Given a model where $ x_i | \beta \sim \mathcal{Gamma} ( \alpha, \beta ) $ where $ \beta \sim \mathcal{Gamma} ( \alpha0, \beta0 ) $, is there a closed form formula for the PDF of $ x_i $?

Namely, what's $ p ( x_i ) $?

In the Gamma Distribution above I assume the shape ($\alpha$) and rate ($\beta$) variant of the Gamma Distribution.

This is similar to a different question I asked (The PDF of the Data Given (Marginal Likelihood) the Likelihood and the Prior of a Normal Distribution with Prior on the Mean) yet with totally different model (This is about the conjugate prior Gamma Gamma model and the other question about the Normal Normal conjugate prior model). I am using this to build a model of my data (2 different sets in each question). Please unlock this question.

  • $\begingroup$ I agree it's a (slightly) different question. However, it has at least four distinct interpretations: please explain the meaning of your parameters. (Which is a shape, which is a rate, which is a scale?) $\endgroup$
    – whuber
    Commented Apr 22, 2022 at 21:02
  • $\begingroup$ @whuber, I updated the question to clarify the model of parameters assumed in the question (Link to Wikipedia for clarity). $\endgroup$
    – David
    Commented Apr 22, 2022 at 21:47

1 Answer 1


Yes it does, the Generalized Beta prime distribution with shape parameter equal to 1.

We can get there fairly easily by integrating $\beta$ out of the joint distribution of $x$ and $\beta$:

$$f(x,\beta|\alpha, \alpha_0, \beta_0) = {\beta^{\alpha}x^{\alpha-1} \over \Gamma(\alpha)}e^{-\beta x}{\beta_0^{\alpha_0}\beta^{\alpha_0-1} \over \Gamma{\alpha_0}}e^{-\beta_0\beta}$$

Rearranging terms and ignoring everything that isn't related to either $\beta$ or $x$ (as they will all be handled by the constant of integration at the end) results in a great deal of simplification:

$$f(x,\beta|\cdot) \propto x^{\alpha-1}\beta^{\alpha+\alpha_0-1}e^{-(\beta_0+x)\beta}$$

We can integrate out $\beta$ easily enough by noting that the two terms involving $\beta$ are those of a Gamma-distributed variate with shape parameter $\alpha + \alpha_0$ and rate parameter $\beta_0 + x$, so the integral must equal the inverse of the constant of integration of such a distribution:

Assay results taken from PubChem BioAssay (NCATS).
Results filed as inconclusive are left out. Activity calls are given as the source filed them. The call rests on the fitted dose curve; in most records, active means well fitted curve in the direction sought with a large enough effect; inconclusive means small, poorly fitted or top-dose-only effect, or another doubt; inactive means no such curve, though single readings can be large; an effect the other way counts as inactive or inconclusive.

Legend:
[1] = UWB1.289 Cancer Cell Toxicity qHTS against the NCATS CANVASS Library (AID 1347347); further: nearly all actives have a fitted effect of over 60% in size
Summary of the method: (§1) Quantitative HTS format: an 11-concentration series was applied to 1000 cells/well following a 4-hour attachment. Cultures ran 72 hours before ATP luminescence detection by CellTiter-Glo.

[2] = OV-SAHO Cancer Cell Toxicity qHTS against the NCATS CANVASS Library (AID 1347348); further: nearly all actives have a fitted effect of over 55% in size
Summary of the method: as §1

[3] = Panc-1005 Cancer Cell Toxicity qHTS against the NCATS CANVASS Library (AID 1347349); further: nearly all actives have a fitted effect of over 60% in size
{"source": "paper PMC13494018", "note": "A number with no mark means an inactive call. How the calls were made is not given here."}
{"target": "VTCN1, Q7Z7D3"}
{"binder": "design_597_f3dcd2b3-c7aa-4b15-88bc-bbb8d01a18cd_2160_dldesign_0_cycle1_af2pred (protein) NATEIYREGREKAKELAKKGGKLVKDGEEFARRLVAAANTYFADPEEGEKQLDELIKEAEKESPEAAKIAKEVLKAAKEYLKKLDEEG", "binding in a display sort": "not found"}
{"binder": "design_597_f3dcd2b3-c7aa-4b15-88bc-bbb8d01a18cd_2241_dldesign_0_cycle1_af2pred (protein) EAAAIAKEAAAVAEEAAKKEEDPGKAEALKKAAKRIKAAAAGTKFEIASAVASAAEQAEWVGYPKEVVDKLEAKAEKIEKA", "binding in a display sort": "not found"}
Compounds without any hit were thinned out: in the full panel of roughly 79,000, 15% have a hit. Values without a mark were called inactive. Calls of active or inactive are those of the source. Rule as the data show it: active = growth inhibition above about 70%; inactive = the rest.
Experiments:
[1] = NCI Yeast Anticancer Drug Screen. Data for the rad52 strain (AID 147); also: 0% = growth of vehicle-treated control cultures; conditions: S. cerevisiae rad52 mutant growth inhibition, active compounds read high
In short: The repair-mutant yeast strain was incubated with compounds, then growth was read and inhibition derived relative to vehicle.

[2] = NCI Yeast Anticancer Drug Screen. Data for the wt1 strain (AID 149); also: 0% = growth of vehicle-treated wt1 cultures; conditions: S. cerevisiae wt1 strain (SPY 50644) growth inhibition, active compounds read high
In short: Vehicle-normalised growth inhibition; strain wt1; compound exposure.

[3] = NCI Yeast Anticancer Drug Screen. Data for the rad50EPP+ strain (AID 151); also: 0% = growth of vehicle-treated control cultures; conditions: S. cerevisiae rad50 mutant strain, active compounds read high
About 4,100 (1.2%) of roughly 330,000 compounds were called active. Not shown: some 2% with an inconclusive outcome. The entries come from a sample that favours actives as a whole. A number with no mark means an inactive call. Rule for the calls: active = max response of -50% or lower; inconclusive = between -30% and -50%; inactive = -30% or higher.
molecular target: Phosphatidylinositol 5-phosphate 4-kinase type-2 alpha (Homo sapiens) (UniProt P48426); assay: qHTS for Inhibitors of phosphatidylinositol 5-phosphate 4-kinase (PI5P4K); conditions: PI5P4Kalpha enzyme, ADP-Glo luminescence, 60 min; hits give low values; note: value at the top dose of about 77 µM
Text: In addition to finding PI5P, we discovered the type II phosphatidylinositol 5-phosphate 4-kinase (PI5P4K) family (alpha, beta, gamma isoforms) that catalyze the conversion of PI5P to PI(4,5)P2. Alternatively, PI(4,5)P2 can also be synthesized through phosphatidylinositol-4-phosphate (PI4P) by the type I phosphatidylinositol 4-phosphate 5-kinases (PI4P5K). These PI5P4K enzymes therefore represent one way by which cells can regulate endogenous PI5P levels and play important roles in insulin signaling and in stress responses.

$$x^{\alpha-1}\int \beta^{\alpha+\alpha_0-1}e^{-(\beta_0+x)\beta}\text{d}\beta = {x^{\alpha-1} \Gamma(\alpha+\alpha_0) \over(\beta_0 + x)^{\alpha + \alpha_0}} \propto x^{\alpha-1} (\beta_0 + x)^{-\alpha - \alpha_0}$$

A slight rearrangement of terms and some minor algebra gets us to:

$$f(x|\cdot) \propto \left({x \over \beta_0}\right)^{\alpha-1} \left(1 + {x\over \beta_0}\right)^{-\alpha - \alpha_0}$$

which clearly matches the formula for the GBPD (with shape parameter $p=1$) as given by Wikipedia and reproduced here:

$$f(x;\alpha,\beta,p,q) = \frac{p \left(\frac x q \right)^{\alpha p-1} \left(1+ \left(\frac x q \right)^p\right)^{-\alpha -\beta}}{qB(\alpha,\beta)}$$

  • $\begingroup$ This is great. First, Interesting that this is the conjugate of the Bernoulli distribution in its odds variant. Is there a meaning to that? When you mark proportionally, does it mean that the model is equivalent to GBPD(alpha, alpha0, 1, beta0)? $\endgroup$
    – David
    Commented Apr 25, 2022 at 8:55
  • $\begingroup$ 1) Yes, it is interesting, and I can't for the life of me figure out what it means. 2) Yes, the model is equivalent to a GBPD(alpha, alpha0, 1, beta0). Remarkably enough, I've actually had occasion to use it in my applied work... $\endgroup$
    – jbowman
    Commented Apr 25, 2022 at 14:36
  • $\begingroup$ May I ask for what purpose did you use the model? $\endgroup$
    – David
    Commented Apr 25, 2022 at 19:16
  • 1
    $\begingroup$ Related to inventory control - a common assumption is that demand ~ Negative Binomial, but items are often shipped in case packs that are much larger than the demand rate. What is the distribution of the time until enough demands have occurred to trigger an order for a full case pack? If you have that distribution, you can better predict when you need inventory in a distribution center for satisfying store orders on the DC. $\beta$ = the case pack qty, etc. You can get there via Poisson demand with rate ~ Gamma and the Gamma scale parameter in turn distributed Gamma. $\endgroup$
    – jbowman
    Commented Apr 25, 2022 at 20:12

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